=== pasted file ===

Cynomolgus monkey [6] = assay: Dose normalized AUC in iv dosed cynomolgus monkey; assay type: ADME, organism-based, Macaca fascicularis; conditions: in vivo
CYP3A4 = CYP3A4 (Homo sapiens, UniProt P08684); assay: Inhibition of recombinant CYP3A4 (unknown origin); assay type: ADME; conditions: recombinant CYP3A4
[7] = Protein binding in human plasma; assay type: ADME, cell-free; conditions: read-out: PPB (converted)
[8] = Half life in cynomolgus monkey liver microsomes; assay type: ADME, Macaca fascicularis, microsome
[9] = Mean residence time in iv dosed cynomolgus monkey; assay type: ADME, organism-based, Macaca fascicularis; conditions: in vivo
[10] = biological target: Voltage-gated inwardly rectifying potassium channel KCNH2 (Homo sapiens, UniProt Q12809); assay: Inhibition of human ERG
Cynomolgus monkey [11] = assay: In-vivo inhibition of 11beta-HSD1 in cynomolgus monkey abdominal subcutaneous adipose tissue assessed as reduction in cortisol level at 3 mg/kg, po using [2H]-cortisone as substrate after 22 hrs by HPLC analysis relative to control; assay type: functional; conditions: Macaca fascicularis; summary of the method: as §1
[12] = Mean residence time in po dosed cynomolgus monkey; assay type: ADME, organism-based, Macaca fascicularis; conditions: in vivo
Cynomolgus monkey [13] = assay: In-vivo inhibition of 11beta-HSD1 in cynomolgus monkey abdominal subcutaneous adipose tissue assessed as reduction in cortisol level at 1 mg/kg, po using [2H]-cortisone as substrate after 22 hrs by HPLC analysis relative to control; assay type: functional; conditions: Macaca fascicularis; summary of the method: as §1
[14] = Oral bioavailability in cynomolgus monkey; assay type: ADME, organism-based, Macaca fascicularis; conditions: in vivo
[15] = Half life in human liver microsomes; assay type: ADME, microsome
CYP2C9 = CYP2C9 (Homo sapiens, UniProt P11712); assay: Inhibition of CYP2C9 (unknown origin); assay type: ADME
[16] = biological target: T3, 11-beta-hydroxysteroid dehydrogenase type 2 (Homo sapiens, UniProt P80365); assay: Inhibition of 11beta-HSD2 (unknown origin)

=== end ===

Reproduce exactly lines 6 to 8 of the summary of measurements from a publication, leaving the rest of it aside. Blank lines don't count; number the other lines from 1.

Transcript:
[10] = biological target: Voltage-gated inwardly rectifying potassium channel KCNH2 (Homo sapiens, UniProt Q12809); assay: Inhibition of human ERG
Cynomolgus monkey [11] = assay: In-vivo inhibition of 11beta-HSD1 in cynomolgus monkey abdominal subcutaneous adipose tissue assessed as reduction in cortisol level at 3 mg/kg, po using [2H]-cortisone as substrate after 22 hrs by HPLC analysis relative to control; assay type: functional; conditions: Macaca fascicularis; summary of the method: as §1
[12] = Mean residence time in po dosed cynomolgus monkey; assay type: ADME, organism-based, Macaca fascicularis; conditions: in vivo